We project the weak Laplacian of a discretized SHF onto to obtain the estimated eigenvalue :
e20
If approximates well, can be expected to be equal to the analytical eigenvalue (Courant and Hilbert 1962). We define the error of the estimated eigenvalue e as follows:
e21
Figure 1a shows as a function of ne with a fixed np = 4 and np with a fixed ne = 16 for the SHF of spherical wavenumber l = 32. The term ne varies from 16 to 80 with an interval of 8 for np = 4, while np varies from 4 to 16 for ne = 16. To get the logarithmic value, an < 10−20 has been discarded. The values of all zonal wavenumbers for l = 32 are plotted with assignment to the same abscissa, which is represented by the logarithm of the degrees of freedom (DOF) of each CSGEA given by (Fournier et al. 2004)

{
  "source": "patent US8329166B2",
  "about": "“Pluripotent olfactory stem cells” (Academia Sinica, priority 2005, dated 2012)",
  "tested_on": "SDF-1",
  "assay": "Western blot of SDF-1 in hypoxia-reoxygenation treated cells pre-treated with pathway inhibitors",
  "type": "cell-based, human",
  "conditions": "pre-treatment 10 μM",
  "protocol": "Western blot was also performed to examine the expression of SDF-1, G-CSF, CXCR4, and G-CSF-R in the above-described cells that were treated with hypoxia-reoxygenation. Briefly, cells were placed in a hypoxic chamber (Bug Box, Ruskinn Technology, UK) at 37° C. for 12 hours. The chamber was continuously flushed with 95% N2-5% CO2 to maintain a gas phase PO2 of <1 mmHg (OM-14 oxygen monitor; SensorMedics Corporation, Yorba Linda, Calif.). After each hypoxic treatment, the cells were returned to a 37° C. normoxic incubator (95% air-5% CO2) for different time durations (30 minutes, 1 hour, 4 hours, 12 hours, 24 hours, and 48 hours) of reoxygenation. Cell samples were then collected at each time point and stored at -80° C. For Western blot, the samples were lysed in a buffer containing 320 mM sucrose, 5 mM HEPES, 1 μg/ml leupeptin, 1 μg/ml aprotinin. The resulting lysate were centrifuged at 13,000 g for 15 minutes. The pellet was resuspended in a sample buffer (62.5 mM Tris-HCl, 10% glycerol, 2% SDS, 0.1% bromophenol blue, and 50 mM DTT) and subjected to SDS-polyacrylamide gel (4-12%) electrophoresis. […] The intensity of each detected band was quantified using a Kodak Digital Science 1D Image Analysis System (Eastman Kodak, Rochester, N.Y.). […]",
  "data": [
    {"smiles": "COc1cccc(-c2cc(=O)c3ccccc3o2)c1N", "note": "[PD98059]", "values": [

e22
A CSGEA with a higher np represents the SHF more effectively than that with a higher ne given a DOF. The accuracy saturation level appears to be approximately 10−12. An average of over spherical wavenumbers is proportional to at np = 4 (). The quantity grows as loses orthonormality (not shown).
Fig. 1.
Fig. 1.

(a) as a function of ne with a fixed np = 4, and np with a fixed ne = 16 for the SHF of spherical wavenumber 32. The quantity ne varies from 16 to 80 with an interval of 8 for np = 4, while np varies from 4 to 16 with ne = 16. To get the logarithmic value, an < 10−20 has been discarded. The values of all zonal wavenumbers for l = 32 are plotted with assignment to the same degrees of freedom (DOF). (b) Accuracy-saturated spherical wavenumber as a function of DOF. We get a spherical wavenumber l for which CSGEA has > 10−11, then l − 1 is defined as the accuracy-saturated spherical wavenumber of the CSGEA.